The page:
What’s In a Name?
Why Pocket honors a sports writer
By R.E. Graswich
Everybody makes mistakes, including local governments when they give names to parks, schools and streets. Sometimes those mistakes get fixed. Jedediah Smith Elementary School south of Broadway became Leataata Floyd Elementary in 2012. Smith, an early 19th century frontiersman and slave owner, was scrubbed for a neighborhood volunteer.
Sometimes they get it right the first time. Pocket is home to a 21-acre park called the Bill Conlin Youth Sports Complex, filled with soccer and baseball fields, picnic areas, the Lynn Robie dog park and a new playground that opened this summer. The sports complex is a fine tribute to a legend of Sacramento journalism.
Bill Conlin spent 60 years reporting, writing, editing and enlightening for two Sacramento daily newspapers, the Bee and Union. He died from cancer in 1997 at 84.
Conlin was best known for sports columns and friendships with legends such as Joe DiMaggio, Al Davis and Charles Finley. But his columns covered more than personalities. He dug deep into the business of sports. He questioned motives and impact. “Always check ticket sales and parking receipts,” he told me.
In the 1960s, Conlin served as news editor of the Union. Under his leadership, the Union nearly caught the Bee in a circulation war that defined a swashbuckling journalism era unimaginable today.
Competition between the two local newspapers was relentless. Smaller than the Bee and poorly financed, the Union hunted for scoops. When the newsroom heard complaints of Sacramento Police beating up and robbing vagrants and drunks, a Union reporter volunteered to test whether the allegations were true.
Conlin was not inclined to let a reporter make himself a police victim. Conlin knew the journalist risked serious injury. But the reporter insisted. He headed Downtown with a wallet full of cash, drank heavily at several bars and encountered the cops. Taken to the old Hall of Justice on Sixth Street, he was shoved into an elevator, relieved of his wallet, beaten and thrown into a cell.
The Union had its scoop—a story that shocked readers and forced authorities to address police brutality and thievery against the city’s most helpless. The reporter won acclaim and a nickname: “Bird,” short for jailbird.
Bill Conlin saw no humor in the affair. He moved back to sports, immersing himself in baseball, football, boxing and horse races. In 1976, he was named sports editor of the Bee. To the end of his life, he wept when telling the story of Bird’s courage.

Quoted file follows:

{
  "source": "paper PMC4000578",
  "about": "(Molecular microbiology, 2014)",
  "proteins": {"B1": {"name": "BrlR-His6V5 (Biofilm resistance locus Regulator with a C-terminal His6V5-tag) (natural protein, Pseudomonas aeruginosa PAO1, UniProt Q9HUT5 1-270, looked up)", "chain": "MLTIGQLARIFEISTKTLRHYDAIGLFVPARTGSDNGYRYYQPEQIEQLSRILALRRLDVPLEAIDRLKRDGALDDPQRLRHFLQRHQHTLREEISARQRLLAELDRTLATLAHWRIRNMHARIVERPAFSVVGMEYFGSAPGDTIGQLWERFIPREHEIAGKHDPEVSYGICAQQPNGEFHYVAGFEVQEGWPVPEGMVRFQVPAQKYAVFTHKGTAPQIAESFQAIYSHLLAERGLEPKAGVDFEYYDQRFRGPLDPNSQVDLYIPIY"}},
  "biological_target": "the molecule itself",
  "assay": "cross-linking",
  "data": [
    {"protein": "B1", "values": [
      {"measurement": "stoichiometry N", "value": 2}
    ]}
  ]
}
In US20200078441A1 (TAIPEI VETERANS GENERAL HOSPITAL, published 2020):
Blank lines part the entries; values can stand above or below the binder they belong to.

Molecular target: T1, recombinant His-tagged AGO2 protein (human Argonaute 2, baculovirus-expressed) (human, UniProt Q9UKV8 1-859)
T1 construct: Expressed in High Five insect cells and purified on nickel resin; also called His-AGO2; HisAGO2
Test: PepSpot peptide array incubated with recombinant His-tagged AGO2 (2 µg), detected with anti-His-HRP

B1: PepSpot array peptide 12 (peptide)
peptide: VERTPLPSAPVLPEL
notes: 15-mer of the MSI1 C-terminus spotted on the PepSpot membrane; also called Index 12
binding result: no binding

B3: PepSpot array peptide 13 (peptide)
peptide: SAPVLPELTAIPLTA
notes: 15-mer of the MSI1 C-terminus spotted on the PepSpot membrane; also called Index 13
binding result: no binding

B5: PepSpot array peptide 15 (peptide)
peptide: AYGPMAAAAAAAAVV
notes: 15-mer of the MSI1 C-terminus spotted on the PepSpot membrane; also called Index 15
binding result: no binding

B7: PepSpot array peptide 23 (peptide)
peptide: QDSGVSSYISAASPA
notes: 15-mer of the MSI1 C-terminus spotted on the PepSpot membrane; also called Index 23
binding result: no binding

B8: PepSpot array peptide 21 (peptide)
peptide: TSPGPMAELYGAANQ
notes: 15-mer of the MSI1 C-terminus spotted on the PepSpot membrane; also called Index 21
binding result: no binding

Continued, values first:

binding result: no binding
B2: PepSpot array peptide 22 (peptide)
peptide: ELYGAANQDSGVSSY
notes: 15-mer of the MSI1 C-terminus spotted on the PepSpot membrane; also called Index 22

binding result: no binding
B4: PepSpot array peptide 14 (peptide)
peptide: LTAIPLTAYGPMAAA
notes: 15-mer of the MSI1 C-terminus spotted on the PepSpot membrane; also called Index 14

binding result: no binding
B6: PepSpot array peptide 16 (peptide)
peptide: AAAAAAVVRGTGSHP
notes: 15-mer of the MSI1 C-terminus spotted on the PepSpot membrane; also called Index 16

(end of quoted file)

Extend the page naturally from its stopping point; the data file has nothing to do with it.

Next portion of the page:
Here’s how the park was named for Conlin: The idea originated with Jean Runyon, the most influential public relations person in town. Soon after Bill’s death, Jean asked me to help memorialize our friend. Bill was my mentor. I instantly agreed. I worked for the Bee then, but the Bee had lost interest in Conlin. Fortunately, City Councilmember Robbie Waters admired Bill’s legacy. He agreed to support the project.
The big hurdle was finding a park that wasn’t already named. There was a new, expansive, unnamed park in Waters’ district, a South Pocket site near Interstate 5 planned for soccer, baseball fields, playgrounds and picnic areas. Conlin wasn’t from Pocket—he lived in Land Park—but Waters believed the new park on Freeport Boulevard presented a fine way to honor an iconic Sacramento newspaperman.
We created a campaign to highlight Conlin’s unmatched journalistic accomplishments. I made presentations at Parks Commission and City Council meetings. The “yes” votes were unanimous. We raised money for signage to honor Bill and help with park development.
Jean Runyon died in 2009 at 82. The Little Theater at Memorial Auditorium is named for her. Robbie Waters died this July from coronavirus at 84. His name lives on at the Robbie Waters Pocket-Greenhaven Library. Also this summer, Bill’s son, William Conlin III, died from cancer at 68.
Years pass and people die and names become blurs, even names on parks, schools and streets. It’s nice to know some names are worth remembering for good reasons.
R.E. Graswich can be reached at firstname.lastname@example.org. Follow us on Facebook, Twitter and Instagram: @insidesacramento.